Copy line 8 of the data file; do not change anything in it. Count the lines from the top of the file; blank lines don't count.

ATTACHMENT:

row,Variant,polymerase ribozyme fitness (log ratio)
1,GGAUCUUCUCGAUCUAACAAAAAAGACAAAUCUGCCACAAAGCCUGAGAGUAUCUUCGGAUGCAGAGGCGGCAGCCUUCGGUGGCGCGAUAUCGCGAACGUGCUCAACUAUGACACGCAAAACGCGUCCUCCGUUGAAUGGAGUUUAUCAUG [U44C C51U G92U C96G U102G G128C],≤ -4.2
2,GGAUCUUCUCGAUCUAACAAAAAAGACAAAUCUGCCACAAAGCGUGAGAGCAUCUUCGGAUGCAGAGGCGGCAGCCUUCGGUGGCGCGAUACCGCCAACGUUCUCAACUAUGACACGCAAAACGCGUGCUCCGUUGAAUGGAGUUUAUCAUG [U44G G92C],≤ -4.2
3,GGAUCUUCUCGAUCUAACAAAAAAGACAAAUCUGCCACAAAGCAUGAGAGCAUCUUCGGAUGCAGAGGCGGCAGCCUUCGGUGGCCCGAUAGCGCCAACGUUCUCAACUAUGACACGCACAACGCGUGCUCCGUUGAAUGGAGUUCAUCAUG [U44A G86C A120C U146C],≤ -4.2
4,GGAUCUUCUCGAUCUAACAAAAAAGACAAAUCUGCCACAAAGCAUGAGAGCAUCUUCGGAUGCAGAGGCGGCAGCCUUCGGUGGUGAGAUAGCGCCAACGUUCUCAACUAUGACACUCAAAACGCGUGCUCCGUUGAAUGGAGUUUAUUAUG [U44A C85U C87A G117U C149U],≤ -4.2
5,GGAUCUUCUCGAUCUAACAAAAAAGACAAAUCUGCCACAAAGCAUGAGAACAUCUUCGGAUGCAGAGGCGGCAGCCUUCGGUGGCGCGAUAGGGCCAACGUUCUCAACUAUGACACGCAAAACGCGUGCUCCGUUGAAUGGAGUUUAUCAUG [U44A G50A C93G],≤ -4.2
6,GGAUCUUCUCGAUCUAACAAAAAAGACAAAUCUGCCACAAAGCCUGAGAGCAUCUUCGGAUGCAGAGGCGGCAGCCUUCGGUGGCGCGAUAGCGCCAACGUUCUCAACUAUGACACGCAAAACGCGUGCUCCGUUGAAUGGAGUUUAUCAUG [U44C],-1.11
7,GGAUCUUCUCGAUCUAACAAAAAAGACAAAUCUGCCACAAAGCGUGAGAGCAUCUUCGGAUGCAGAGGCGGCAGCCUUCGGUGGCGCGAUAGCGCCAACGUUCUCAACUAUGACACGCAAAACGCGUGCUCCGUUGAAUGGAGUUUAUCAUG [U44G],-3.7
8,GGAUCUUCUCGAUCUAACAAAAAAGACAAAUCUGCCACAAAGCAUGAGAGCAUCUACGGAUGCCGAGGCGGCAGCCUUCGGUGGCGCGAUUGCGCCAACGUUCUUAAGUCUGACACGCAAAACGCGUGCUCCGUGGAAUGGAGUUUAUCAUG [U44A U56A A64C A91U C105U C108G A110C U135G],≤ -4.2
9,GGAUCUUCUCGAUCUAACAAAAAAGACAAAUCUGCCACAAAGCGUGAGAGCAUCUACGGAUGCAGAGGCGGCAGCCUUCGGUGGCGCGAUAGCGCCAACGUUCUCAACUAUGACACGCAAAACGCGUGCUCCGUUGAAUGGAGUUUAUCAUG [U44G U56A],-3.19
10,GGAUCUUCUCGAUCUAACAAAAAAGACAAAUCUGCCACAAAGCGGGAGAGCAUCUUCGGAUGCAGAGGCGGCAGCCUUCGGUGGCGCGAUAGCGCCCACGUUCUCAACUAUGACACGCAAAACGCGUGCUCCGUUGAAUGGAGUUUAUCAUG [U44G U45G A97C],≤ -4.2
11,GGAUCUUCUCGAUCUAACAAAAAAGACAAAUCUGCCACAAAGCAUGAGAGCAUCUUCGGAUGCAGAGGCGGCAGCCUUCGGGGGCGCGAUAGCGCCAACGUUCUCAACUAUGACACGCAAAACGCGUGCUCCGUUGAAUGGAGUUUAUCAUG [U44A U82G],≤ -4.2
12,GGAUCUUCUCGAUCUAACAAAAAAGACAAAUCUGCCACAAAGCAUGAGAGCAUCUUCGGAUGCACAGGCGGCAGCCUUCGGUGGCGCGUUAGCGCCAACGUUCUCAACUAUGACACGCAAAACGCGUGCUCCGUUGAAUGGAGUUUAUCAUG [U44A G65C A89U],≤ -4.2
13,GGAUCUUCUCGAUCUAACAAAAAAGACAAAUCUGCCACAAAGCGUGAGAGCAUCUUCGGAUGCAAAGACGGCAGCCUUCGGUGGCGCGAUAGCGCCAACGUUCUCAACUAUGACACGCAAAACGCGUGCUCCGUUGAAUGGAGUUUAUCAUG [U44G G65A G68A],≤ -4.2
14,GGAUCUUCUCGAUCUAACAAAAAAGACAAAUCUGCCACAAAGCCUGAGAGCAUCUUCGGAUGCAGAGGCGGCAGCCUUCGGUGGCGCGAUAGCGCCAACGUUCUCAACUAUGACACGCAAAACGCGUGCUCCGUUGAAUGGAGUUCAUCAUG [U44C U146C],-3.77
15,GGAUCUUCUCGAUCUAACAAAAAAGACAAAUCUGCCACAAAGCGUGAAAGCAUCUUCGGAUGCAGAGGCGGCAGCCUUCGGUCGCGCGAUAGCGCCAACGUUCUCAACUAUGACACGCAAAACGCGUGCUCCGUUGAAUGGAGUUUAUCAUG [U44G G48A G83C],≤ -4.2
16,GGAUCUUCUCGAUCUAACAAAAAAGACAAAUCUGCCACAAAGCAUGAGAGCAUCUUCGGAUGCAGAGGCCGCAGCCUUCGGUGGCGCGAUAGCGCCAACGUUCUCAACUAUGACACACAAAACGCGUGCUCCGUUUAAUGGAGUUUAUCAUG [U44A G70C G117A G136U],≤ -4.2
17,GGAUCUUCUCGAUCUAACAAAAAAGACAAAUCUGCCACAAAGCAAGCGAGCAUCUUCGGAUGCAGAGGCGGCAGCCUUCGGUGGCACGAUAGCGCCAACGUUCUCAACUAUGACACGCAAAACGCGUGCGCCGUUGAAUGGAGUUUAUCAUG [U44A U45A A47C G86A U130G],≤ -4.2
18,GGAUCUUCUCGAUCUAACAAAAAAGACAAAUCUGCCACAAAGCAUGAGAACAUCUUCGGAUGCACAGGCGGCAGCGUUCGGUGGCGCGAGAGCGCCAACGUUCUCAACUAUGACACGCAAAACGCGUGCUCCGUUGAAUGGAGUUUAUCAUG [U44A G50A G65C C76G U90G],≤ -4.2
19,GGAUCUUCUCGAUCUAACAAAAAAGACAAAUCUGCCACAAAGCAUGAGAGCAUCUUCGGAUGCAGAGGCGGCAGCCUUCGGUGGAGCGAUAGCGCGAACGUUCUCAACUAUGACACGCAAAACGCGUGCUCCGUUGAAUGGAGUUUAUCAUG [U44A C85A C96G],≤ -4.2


7,GGAUCUUCUCGAUCUAACAAAAAAGACAAAUCUGCCACAAAGCGUGAGAGCAUCUUCGGAUGCAGAGGCGGCAGCCUUCGGUGGCGCGAUAGCGCCAACGUUCUCAACUAUGACACGCAAAACGCGUGCUCCGUUGAAUGGAGUUUAUCAUG [U44G],-3.7